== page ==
Brewer council: Price too high for elevator

Posted Jan. 11, 2011, at 11:56 p.m.
Last modified Jan. 29, 2011, at 7:17 a.m.

BREWER, Maine — City leaders who decided in June to work toward installing an elevator at City Hall to improve handicapped accessibility heard Tuesday that the price tag had nearly doubled and decided to postpone the project indefinitely.

“Where do we come up with the $880,000?” Councilor Jerry Goss asked. “I like the project and I think it needs to be done, but I don’t see the monies in the coffers.”

Mayor Joseph Ferris, Councilor Larry Doughty and two residents also spoke in opposition to spending the money on the project at this time. All said the project is needed.

The most recent price estimate to add an elevator to the back side of City Hall, remove the old library and create a parking lot came in at around $1.175 million, said Matt Carter, WBRC Architects and Engineers project architect.

The city has $321,750 in Housing and Urban Development grant funds to offset costs.

Carter gave councilors a history of the project, which originally called for moving City Council chambers to the handicapped-accessible former library next door and freeing up space at City Hall for staff.

When councilors heard that it would cost more than $1.3 million to make those changes, they decided to scale back the project to just add an elevator to City Hall. However, they did not include the project in this year’s budget.

Councilor Arthur “Archie” Verow asked at the May 18 budget hearing that the project be added to the budget, and three out of five councilors agree to move forward with the project at their June meeting. At that time, the project was expected to cost around $622,000.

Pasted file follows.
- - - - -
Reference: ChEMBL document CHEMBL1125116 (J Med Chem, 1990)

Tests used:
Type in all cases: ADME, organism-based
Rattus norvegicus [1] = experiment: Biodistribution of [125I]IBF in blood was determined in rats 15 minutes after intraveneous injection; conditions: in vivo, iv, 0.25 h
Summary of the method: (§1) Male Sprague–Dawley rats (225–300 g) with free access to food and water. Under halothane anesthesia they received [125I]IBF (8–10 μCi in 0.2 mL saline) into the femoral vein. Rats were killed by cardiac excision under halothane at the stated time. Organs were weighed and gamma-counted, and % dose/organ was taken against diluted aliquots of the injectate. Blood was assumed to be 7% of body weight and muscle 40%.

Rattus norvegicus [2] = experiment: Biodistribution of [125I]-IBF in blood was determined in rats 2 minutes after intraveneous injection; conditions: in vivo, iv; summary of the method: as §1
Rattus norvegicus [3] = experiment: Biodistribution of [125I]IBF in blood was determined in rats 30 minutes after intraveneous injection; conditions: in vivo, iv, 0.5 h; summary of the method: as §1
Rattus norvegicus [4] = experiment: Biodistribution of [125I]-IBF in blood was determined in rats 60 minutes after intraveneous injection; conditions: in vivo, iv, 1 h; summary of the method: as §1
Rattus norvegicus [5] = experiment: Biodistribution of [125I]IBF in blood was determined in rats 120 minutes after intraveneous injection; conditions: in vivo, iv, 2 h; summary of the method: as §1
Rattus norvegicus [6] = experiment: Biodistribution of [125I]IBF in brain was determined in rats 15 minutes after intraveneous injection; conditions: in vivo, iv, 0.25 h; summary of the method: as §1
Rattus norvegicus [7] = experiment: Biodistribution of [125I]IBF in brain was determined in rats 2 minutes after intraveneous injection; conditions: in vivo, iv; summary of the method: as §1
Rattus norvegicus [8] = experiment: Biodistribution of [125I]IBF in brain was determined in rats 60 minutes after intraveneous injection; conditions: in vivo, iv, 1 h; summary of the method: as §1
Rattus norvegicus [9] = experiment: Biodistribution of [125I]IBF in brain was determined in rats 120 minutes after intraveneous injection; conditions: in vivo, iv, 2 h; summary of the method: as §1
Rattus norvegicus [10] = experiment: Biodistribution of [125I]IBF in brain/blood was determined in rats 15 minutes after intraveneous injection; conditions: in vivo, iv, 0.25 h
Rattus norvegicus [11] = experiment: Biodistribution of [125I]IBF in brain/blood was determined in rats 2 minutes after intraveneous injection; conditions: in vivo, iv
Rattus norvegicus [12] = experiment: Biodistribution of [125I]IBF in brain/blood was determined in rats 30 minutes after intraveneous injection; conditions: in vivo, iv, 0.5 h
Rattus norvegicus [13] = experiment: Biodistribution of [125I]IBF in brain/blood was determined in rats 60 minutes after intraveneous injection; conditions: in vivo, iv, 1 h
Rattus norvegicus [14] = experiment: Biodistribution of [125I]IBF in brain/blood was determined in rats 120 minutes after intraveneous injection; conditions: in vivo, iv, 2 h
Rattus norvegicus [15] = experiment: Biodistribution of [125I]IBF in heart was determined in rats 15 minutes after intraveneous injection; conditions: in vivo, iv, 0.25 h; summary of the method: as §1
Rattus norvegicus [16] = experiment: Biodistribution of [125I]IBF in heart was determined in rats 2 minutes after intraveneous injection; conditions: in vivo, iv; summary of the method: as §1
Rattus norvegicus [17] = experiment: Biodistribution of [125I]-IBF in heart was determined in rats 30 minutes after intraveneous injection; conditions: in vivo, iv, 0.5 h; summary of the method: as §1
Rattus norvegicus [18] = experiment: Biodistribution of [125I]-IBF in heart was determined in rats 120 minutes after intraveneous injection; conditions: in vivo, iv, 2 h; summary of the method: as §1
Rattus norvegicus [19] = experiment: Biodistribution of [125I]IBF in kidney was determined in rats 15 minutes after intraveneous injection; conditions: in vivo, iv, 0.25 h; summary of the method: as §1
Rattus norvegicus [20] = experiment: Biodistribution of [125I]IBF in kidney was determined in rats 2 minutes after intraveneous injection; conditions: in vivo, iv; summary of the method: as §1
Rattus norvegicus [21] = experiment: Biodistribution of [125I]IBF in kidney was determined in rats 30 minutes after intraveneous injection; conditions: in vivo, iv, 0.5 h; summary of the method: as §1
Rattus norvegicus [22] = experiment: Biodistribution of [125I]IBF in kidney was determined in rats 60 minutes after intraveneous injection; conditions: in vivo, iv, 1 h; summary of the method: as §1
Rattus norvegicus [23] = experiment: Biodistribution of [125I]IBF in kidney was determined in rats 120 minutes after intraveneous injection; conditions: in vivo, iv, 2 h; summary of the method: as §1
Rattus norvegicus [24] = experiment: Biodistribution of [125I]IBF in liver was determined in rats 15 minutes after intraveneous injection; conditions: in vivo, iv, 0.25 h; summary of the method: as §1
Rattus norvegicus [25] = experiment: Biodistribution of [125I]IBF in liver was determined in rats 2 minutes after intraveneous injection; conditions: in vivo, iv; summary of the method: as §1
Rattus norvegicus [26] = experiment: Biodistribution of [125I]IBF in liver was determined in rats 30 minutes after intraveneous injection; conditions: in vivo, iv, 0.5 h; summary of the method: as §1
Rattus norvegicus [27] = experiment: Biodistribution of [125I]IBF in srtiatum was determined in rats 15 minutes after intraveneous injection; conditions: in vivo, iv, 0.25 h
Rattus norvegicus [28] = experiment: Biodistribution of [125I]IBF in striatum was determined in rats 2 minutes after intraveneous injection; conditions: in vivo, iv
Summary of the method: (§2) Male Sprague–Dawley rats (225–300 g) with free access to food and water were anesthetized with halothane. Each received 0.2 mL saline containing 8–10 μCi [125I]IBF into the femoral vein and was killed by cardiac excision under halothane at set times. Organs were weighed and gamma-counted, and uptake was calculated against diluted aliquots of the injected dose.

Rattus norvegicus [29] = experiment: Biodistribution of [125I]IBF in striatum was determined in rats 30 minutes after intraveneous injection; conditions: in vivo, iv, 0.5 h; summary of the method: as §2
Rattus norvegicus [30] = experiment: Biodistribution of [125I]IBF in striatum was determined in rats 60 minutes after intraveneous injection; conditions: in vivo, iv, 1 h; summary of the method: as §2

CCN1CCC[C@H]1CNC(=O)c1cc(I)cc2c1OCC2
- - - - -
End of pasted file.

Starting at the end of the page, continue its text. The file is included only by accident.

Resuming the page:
Verow told fellow councilors Tuesday that even with the higher price tag, the city should move forward with adding handicapped accessibility.

“We’re going to deny certain citizens access to this building,” he said, adding later, “I think it’s a shame if we don’t go forward.”

Carter said that a big portion of the difference in prices, around $200,000, is due to the cost of underpinning, which he explained is where the building is raised and new foundation footings are added underneath the original ones.

“It’s rather hair-raising work,” he said.

After the presentation Mayor Ferris said he was torn.

“I want us to have an elevator. I want us to have a City Hall that is accessible without the embarrassment” of having to use the chairlift, he said, adding later, “I think it’s the right thing to do … [but] I’m concerned that this is so expensive at this time. It’s hard to justify.”

The council voted 4-1, with Verow casting the lone vote in support, not to move forward with adding the elevator to City Hall at this time.

During the meeting, city councilors also:

ä Heard from Assistant City Manager James Smith that it would cost around $90,000 to start broadcasting city meetings on the local government-access cable station. The cost of operating and maintenance costs would be minimal but around $12,000 would need to be set aside annually to replace or update the equipment every five years, he said.

ä Were presented with the 2010 audit by Finance Director Karen Fussell and South Portland accounting firm Runyon, Kersteen and Ouellette. The audit shows that the city’s general fund has decreased in the past two years, but the city is still in a fairly good financial position.

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